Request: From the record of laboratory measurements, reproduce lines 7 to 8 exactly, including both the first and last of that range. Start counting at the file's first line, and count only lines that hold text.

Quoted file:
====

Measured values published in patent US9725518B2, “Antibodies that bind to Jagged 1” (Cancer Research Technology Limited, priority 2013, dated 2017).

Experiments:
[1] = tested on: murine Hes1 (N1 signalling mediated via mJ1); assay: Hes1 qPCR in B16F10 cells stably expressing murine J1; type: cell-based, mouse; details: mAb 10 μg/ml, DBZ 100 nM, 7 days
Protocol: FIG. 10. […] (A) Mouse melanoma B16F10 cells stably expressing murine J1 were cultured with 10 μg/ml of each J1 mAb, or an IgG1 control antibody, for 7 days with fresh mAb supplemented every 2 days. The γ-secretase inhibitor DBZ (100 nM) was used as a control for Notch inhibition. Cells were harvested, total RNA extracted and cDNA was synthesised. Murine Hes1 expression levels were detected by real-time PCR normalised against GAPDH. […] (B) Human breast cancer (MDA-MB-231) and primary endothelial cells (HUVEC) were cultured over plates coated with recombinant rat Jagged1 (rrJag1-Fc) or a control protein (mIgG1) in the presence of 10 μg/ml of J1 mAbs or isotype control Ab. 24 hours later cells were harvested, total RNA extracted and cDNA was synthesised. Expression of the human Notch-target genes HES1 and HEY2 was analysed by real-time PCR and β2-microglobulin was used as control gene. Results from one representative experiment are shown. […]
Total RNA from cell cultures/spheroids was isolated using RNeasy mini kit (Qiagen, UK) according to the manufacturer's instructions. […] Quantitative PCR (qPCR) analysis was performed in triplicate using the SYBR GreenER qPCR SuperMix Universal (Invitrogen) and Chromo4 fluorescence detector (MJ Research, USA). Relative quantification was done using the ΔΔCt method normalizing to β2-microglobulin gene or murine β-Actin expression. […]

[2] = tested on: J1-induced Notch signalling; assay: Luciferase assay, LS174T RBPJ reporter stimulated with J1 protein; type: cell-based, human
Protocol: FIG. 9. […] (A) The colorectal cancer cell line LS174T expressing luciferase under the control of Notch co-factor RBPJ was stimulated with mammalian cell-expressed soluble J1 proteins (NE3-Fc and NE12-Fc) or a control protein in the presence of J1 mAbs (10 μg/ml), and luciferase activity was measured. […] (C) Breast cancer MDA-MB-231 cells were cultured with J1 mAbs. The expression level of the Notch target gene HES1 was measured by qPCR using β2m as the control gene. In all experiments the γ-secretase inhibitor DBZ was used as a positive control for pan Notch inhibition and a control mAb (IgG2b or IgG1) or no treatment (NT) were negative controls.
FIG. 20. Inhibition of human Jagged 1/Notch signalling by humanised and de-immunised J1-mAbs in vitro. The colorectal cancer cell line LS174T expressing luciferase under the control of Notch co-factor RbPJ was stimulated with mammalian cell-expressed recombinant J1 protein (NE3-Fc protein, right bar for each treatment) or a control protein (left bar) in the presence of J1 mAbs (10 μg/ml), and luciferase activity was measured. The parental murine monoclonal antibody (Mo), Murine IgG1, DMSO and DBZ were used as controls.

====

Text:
Protocol: FIG. 9. […] (A) The colorectal cancer cell line LS174T expressing luciferase under the control of Notch co-factor RBPJ was stimulated with mammalian cell-expressed soluble J1 proteins (NE3-Fc and NE12-Fc) or a control protein in the presence of J1 mAbs (10 μg/ml), and luciferase activity was measured. […] (C) Breast cancer MDA-MB-231 cells were cultured with J1 mAbs. The expression level of the Notch target gene HES1 was measured by qPCR using β2m as the control gene. In all experiments the γ-secretase inhibitor DBZ was used as a positive control for pan Notch inhibition and a control mAb (IgG2b or IgG1) or no treatment (NT) were negative controls.
FIG. 20. Inhibition of human Jagged 1/Notch signalling by humanised and de-immunised J1-mAbs in vitro. The colorectal cancer cell line LS174T expressing luciferase under the control of Notch co-factor RbPJ was stimulated with mammalian cell-expressed recombinant J1 protein (NE3-Fc protein, right bar for each treatment) or a control protein (left bar) in the presence of J1 mAbs (10 μg/ml), and luciferase activity was measured. The parental murine monoclonal antibody (Mo), Murine IgG1, DMSO and DBZ were used as controls.